What are Miracles and Are They Real?

Jesus turned and saw her. “Take heart, daughter,” he said, “your faith has healed you.” And the woman was healed at that moment.

Matthew [9:22]

One of the things I wonder and get questions about is; what are miracles and are they real? I have thought long and hard about this question many times. And sure I have seen my share, but always something so deeply personal, I am not sure my experiences are easily explained in words. Which is in effect part of my answer to those who ask. Miracles are deeply intimate and emotional experiences, something which can’t be explained fully in human terms.

Underlying each miracle is a private conversation with God through Jesus. Maybe by many people who pray together or perhaps just the individual. Each miracle is unique, easily recognizable by the person or persons affected, and always hard to explain to someone else.

As I recently studied miracles I started with, what is the practical definition? The Biblical definition of miracles in my research stated, Occurrences not explainable solely by natural processes, but which require the direct agency of God. Pretty practical answer, miracles are those things which cannot be explained by our human knowledge and involve God.

From ancient times we can get the voice of Augustine, who said; There is no impropriety in saying that God does something against nature when it is contrary to what we know of nature. For we give the name ‘nature’ to the usual and known course of nature; and whatever God does contrary to this, we call ‘prodigies’ or ‘miracles. Augustine is expanding the description by adding that we as humans have defined normal and how God works in our lives isn’t always normal and certainly not easily explainable in human terms.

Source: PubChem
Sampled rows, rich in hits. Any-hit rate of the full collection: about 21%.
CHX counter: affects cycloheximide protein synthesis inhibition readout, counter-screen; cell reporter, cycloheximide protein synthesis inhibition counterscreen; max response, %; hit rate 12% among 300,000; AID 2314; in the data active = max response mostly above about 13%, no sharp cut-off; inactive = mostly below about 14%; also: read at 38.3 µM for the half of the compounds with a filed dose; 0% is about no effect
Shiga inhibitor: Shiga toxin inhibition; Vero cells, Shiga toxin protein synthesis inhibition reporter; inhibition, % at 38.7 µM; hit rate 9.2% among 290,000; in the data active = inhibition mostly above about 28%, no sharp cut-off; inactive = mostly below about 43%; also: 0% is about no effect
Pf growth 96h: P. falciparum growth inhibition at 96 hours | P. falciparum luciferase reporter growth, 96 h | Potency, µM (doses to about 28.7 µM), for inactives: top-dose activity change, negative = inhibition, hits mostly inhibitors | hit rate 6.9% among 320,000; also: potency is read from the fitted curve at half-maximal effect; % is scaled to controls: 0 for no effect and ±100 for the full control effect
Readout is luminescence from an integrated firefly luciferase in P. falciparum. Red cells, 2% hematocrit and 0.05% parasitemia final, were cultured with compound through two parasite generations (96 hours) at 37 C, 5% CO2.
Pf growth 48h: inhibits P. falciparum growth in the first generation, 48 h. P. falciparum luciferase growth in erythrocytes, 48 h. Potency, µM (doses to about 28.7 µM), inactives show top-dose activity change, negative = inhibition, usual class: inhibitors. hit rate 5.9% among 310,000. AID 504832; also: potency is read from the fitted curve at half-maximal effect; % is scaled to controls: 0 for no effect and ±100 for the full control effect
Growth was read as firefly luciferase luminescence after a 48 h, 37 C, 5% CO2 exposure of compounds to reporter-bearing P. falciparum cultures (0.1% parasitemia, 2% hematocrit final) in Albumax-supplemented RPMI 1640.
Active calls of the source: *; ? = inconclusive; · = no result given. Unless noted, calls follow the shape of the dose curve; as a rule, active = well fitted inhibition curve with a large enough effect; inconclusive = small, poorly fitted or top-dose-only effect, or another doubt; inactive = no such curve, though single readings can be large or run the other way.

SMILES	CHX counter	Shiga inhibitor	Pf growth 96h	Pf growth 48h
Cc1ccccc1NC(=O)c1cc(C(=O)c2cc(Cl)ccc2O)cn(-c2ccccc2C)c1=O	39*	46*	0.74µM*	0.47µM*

So this creates another depth to explaining miracles, Augustine is stating; that what we define as miracles may not be that extraordinary in God’s eyes. Or in fact not that far out of the normal for God. When we are in deep distress, God’s intervention in relieving our stress is viewed in our eyes as a miracle. From God’s eyes, Augustine is implying that for God, what we call miracles, is a normal activity. I am very attracted to this explanation because we have a loving God and not a condemning God. And are we any different as parents towards our own children?

Another one of my favorite theologians is Karl Barth. You should know some consider him a radical liberal and others consider him a radical conservative. Just where I like my favorite theologians to be; in the middle. Barth says about miracles; We have one of two options: Either we believe them, or reject them; just don’t try to explain them. A very brief explanation from someone who is usually very long in explanation! And remarkably similar to Augustine in that as humans we will always struggle to define why and what are miracles.

Barth is implying those with strong faith, rely on the fact that miracles are from God. Those who don’t have faith will view the events around a miracle as circumstantial. Barth is also implying, that our human experiences can never explain them. They can only be explained with a strong faith that says, God was involved.